Travel, encounter and experience German heritage alongside the Danube
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The village is located in the nature preserve “Urziceni Ash Tree Grove“ close to the Hungarian border. In 2003, a border crossing between Urziceni (Romania) and Vállaj (Hungary) was established. This crossing is also a good way of entering and leaving the settlement region of Swabians of Satu Mare. 68 percent of Urziceni’s (German: Schinal, Hungarian. Csanálos) 1509 inhabitants in 2011 were Hungarians, 22 percent Germans/Swabians and nine percent Romanians.

Archaeological findings of recent years have uncovered one of the vastest Neolithic necropolises of the upper Tisza basin.

Urziceni was first documented in 1431 under the name of Chanalas. It was long in possession of the House of Károly, which directly descends from the House of Kaplony.

During the Kuruc Uprisings, the village was destroyed heavily and the population diminished. In the early 18th century, only a few families remained in Urziceni. Count Sándor Károlyi settled Swabians from Württemberg in the region. In 1712, Count Károlyi brought the first Swabians to Urziceni and in 1730, already 84 Swabian families lived in the village. With the growing population economic success came to the settlement. In the 19th century, Urziceni is described as “one of the biggest, tidiest, most beautiful and wealthiest settlements of the region”.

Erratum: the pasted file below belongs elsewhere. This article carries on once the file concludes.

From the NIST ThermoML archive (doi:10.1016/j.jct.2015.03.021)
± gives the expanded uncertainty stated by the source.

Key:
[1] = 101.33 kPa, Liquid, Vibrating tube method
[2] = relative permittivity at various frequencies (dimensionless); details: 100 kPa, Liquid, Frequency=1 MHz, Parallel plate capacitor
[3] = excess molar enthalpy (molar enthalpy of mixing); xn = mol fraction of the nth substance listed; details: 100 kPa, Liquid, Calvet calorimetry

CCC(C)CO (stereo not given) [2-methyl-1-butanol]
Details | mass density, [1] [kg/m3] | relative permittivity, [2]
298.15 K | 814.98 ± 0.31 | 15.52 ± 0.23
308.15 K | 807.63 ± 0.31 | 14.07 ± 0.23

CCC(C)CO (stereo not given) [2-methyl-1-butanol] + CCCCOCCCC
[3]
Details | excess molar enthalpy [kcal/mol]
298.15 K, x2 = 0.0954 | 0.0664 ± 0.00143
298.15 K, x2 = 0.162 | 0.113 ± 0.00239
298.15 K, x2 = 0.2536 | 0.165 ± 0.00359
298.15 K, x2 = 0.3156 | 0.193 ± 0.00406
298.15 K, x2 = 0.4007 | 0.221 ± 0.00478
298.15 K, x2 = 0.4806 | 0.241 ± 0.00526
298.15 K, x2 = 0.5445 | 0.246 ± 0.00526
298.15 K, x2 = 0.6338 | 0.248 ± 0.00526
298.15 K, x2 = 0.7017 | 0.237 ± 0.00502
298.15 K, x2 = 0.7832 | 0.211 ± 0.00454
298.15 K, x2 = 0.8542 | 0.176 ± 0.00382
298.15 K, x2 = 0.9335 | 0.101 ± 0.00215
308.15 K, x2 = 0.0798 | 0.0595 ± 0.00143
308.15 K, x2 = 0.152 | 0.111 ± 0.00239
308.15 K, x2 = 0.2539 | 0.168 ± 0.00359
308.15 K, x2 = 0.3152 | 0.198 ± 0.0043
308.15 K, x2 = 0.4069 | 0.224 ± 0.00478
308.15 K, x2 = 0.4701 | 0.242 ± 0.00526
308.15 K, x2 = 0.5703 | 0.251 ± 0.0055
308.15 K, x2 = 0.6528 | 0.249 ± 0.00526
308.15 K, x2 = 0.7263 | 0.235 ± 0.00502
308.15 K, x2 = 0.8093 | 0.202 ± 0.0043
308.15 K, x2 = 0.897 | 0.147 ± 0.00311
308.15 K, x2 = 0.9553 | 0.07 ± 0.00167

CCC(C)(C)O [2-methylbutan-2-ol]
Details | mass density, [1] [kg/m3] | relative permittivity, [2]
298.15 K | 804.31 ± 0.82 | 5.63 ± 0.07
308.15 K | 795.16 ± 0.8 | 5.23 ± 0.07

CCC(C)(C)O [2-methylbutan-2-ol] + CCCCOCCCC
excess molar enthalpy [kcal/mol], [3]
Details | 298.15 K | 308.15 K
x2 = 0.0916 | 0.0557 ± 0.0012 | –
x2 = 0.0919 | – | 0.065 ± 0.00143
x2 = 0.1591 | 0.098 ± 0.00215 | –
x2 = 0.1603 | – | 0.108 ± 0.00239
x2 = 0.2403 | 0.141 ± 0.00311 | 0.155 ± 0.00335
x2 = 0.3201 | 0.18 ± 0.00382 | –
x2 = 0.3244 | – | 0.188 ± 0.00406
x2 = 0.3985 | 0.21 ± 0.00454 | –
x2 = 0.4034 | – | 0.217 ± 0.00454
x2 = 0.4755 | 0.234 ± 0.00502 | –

In January 1945, 247 Germans were deported to the Soviet Union to do “reconstruction work”. A migration wave that began in 1980 and had its peak in the 1990s lead to a decrease in the number of Swabians.

The old Roman-Catholic church of Urziceni was erected in 1725. In 1832, it was destroyed by a fire. The original building can be seen in an image of Saint Floriani, which is presented in the modern Roman-Catholic chuech. The new church was built in the early 20th century and enlarged in 1930.

On the way to Urziceni-Pădure through the Ville Negre (Black Vineyard) the vineyard chapel Saint Nepomuk can be found. It was built from wood in 1737 and rebuilt in stone in 1777. The Nepomuk altar inside is worth seeing.

Many of the farmhouses in Urziceni are well preserved. Urziceni is a rare village without house numbers. All houses are still called by their old original names. Normally, the names refer to the Swabian settlers who first lived in them. Often, even the inhabitants themselves are rather identified by their house names than their surnames.

Altar of the Roman-Catholic church in Urziceni.

Storks often find a home on the broad barn roofs.